Pop culture obsessives writing for the pop culture obsessed.
Pop culture obsessives writing for the pop culture obsessed.

Joker's Marc Maron calls bullshit on Todd Phillips saying "woke culture" is ruining comedy

Illustration for article titled Joker's Marc Maron calls bullshit on Todd Phillips saying "woke culture" is ruining comedy
Photo: Warner Bros.

Joker director Todd Phillips knew what he was doing when he declared that “woke culture” is to blame for him veering away from comedy. “Go try to be funny nowadays with this woke culture,” he told Vanity Fair. “There were articles written about why comedies don’t work anymore—I’ll tell you why, because all the fucking funny guys are like, ‘Fuck this shit, because I don’t want to offend you.’” By that point, Joker was already the subject of some unsavory pre-release buzz—both from the critics decrying the film as dangerous and a statement from the families of the victims of the 2012 Aurora shooting—so why not court the edgelords?

You can’t say it didn’t work. Joker cackled its way to the bank this weekend, raking in the kind of cash that practically demands a sequel (Joaquin Phoenix would consider one, by the way). But not everyone in Phillips’ orbit is pleased with his comments. Marc Maron, who plays a small role in the film, addressed the director’s comments on a recent episode of his podcast, WTF With Marc Maron, and he’s unimpressed.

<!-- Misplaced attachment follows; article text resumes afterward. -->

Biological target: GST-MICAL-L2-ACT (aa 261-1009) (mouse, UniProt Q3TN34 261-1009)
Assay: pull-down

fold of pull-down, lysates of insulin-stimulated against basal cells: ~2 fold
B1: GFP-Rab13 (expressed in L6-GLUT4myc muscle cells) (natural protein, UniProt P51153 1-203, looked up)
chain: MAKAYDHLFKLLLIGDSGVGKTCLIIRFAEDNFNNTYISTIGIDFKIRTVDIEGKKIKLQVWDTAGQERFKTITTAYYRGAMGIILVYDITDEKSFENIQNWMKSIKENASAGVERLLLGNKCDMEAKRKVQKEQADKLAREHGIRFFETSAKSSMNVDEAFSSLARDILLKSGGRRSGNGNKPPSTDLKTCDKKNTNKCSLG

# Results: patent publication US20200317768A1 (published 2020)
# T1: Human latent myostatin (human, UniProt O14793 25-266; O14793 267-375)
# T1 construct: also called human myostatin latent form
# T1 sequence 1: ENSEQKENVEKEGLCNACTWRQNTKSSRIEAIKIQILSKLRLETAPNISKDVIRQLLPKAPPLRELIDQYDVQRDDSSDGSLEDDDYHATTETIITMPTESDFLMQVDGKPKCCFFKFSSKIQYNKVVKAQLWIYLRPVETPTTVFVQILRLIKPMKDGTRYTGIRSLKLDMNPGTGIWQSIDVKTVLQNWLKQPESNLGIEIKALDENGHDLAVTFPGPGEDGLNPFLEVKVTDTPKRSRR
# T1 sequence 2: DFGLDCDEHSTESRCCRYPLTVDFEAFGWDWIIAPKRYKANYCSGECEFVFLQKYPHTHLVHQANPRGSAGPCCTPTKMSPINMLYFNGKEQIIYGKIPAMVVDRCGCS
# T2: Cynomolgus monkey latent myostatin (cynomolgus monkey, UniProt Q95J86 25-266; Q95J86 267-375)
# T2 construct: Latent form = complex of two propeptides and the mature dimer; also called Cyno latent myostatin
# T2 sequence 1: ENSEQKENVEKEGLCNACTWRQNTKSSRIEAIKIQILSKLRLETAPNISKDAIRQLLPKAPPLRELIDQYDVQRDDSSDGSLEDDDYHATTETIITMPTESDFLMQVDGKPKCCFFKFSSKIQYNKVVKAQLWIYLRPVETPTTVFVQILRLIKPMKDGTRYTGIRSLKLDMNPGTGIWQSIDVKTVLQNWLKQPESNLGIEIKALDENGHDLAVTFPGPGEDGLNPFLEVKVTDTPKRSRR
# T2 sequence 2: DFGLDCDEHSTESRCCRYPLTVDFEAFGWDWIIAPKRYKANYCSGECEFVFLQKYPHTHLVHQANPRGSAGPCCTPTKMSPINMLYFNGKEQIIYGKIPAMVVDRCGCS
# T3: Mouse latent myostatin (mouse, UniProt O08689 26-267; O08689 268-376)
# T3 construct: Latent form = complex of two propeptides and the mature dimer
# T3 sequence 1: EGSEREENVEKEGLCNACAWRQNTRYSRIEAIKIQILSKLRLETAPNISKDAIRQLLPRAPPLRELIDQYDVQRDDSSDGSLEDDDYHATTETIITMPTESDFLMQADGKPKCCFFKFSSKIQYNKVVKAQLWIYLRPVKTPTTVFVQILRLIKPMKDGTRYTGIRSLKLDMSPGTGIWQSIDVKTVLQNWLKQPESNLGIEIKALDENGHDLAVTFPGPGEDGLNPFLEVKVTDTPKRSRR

“There’s plenty of people being funny right now. Not only being funny but being really fucking funny. There are still lines to be rode. If you like to ride a line, you can still ride a line. If you want to take chances, you can still take chances. Really, the only thing that’s off the table, culturally, at this juncture –and not even entirely– is shamelessly punching down for the sheer joy of hurting people. For the sheer excitement and laughter that some people get from causing people pain, from making people uncomfortable, from making people feel excluded. Y’know, that excitement.”


He goes on to say that those who can’t make comedy that’s “deep or provocative, or even a little controversial, without hurting people,” then you’re either “not good at what you do” or “maybe you’re just insensitive.”

He continued, reminding Phillips that nobody out here’s stopping you from making another Hangover movie.

“Bottom line is no one is saying you can’t say things or do things. It’s just that it’s going to be received a certain way by certain people and you’re gonna have to shoulder that. And if you’re isolated or marginalized or pushed into a corner because of your point of view or what you have to say, yet you still have a crew of people that enjoy it, there you go! Those are your people. Enjoy your people.”

It’s not like we’re living in a comedy drought these days. There’s a reason Phoebe Waller-Bridge just took home an armful of Emmys. Anyways, listen to Maron’s podcast here, then stick around for a funny, lovely interview with Danny DeVito.

[via The Playlist]


Randall Colburn is The A.V. Club's Internet Culture Editor. He lives in Chicago, occasionally writes plays, and was a talking head in Best Worst Movie, the documentary about Troll 2.

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